Florida is an expensive state, and some potential homeschoolers wonder if homeschooling is equally as expensive. Depending on the circumstances of each child, this could be a good thing.
The average cost of homeschooling in Florida is around $700 to $1,800 per year. The cost includes the materials for courses, the curriculum used to teach the child, textbooks and extracurricular activities outside of the home.
Below will go into more detail about the process of switching from public to homeschooling, as well as the state of Florida’s laws concerning homeschooling.
Florida State Laws on Homeschooling
First of all, if the child is going to be homeschooled, the state of Florida requires that the parent(s) file a notice of their intent to homeschool their child with a local superintendent. Once they’re approved, the parents are able to choose what curriculum will best suit their child.
Florida requires of bit of feedback and regulation on homeschooled children. This particular requirement included that parents must keep and preserve a portfolio of educational records, and maintain it for two years.
Florida also require parents to submit an annual report or evaluation that the requirements of the homeschooling experience are met. Once the homeschool program as been completed, a letter of termination must be filed and sent so the child can be recognized that he/she has completely their schooling.
There are a couple ways that a child can be homeschooled. One is that the parent or guardian teaches their child, but a second option could be that the parents can hire a private tutor for their child. These are the most homeschool-related options, and these can be considered with every parent and child.
Normal homeschooling with parent and child may be because the child is falling behind, but if the child is really struggling, then hiring a private tutor would be the best bet.
When it comes to standardized testing, Florida offers homeschoolers two options: One is that the annual evaluation that the parents must submit is equal to their standardized test. The second option is a little more complicated, but simply stated: the homeschooler can take standardized tests instead of the annual evaluations. And that can be done in a number of ways that the state of Florida will accept. (Source 1, Source 2)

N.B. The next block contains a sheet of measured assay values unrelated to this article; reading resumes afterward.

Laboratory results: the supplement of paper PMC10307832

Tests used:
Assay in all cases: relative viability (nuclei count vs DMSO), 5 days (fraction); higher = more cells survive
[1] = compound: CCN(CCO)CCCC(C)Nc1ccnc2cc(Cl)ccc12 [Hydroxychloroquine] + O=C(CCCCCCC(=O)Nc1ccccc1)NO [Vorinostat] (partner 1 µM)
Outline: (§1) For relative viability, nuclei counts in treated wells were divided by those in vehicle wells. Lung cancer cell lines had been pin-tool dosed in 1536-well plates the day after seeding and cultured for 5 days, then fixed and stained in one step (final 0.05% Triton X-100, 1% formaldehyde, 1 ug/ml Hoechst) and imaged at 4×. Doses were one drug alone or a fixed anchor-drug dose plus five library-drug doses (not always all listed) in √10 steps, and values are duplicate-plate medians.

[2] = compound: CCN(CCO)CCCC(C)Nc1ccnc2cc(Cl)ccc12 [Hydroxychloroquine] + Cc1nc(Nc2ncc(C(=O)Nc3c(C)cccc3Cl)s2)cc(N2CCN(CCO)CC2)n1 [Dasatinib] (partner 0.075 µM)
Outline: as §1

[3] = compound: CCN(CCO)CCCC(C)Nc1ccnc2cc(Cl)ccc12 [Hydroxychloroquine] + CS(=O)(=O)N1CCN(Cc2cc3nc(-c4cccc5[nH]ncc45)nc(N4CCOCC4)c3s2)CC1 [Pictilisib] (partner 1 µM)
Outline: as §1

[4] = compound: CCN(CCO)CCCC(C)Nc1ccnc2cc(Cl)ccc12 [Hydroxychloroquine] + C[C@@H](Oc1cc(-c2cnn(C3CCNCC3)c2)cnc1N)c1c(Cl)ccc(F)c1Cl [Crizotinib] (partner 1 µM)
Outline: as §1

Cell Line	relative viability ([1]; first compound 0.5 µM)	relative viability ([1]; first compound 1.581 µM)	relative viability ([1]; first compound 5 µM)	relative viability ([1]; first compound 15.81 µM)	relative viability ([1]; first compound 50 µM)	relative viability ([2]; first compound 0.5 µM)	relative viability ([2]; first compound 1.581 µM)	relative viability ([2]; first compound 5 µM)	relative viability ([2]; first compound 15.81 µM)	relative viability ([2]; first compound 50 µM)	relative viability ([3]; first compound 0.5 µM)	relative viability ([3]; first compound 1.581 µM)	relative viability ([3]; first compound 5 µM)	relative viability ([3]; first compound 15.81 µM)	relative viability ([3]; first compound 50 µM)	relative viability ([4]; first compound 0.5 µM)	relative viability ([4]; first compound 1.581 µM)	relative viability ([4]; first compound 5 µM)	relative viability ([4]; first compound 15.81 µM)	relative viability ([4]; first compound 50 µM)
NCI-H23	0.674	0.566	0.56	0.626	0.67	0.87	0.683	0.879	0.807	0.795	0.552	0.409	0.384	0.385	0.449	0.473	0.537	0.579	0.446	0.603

Average Cost of Homeschooling Components
Homeschooling is only $700 to $1,800 per child, per year. This is quite a low amount, especially if the lowest cost is $700. Per year. For one child.
Seriously, homeschooling sounds amazing, but the cost is something to think about because there has to be some way to teach a child when they are not enrolled in school. (Source)
Books, especially textbooks for subjects such as math and science, can fetch a heavy price that may sink your heart a bit. As do some of the books that may be beneficial for the child’s learning that are more of a classical read than an instructive read. However, there are ways around this particular money expense.
One way would be to first find a library that is near your home. If they have library cards, get one! Or, if there is a reading/library app that you can use, use that as well! This will save a whole lot of money compared to buying all of the books for your personal library. The library books can be borrowed and renewed at any time.
Book sales are another option, and this can be an opportunity to grow a personal library of teaching materials. The books will be cheaper than normal, which will help with expenses. Keep an eye out for good deals online as well.
The curriculum costs will depend/vary on which one you use for the education of your child. Some online courses may include Khan Academy, Time4Learning, or FLVS, a homeschool program that is literally for homeschooling children in Florida.
Also, when educating your child, look out for free events that can provide a good learning experience.
Extracurricular activities is another big money spender. There may be some parents who don’t like having their kids doing more, but homeschool kids need to do other activities that are outside of their home environment, and especially if they are much-too comfortable at home.
Kids grow when they are out of their comfort zones, so encourage any homeschooled child to participate in extracurricular activities! Some activities may include:
- These can be around the community
This author knows a family who made their kids do uncomfortable things, such as have them go into the store, by themselves, and buy food with the credit/debit card. It was definitely uncomfortable and hard at first, but because of these small experiences, these kids are some of the most mature people their age. Doing things out of someone’s comfort-zone changes kids, and matures them. So encourage extracurricular!
For most children, the most exciting part about any sort of school, are the field trips. Homeschooling can include field trips as well, maybe even more often in a six months than most schools do in a year! This can be an extra cost for some families who are teaching their children, but if the trips are prepared for and planned, the cost shouldn’t be an issue. The outings should be fun and educational as well! Some ideas may be:
- Going to a Museum
These could provide many opportunities for learning, especially in children because they’re curious about everything, and experience about life. As the children grow older, the field trips may decrease, and may also become more expensive.
For example, one idea for a field trip for a teenager who is still homeschooled, is to go to a foreign country and spend a few weeks there, learning the culture and language. These experiences can provide huge benefits for the student, and open their eyes to new ideas and experiences.
Homeschool does not have to be restricted to home. But it should still be full of learning, no matter the shape or form the learning comes in.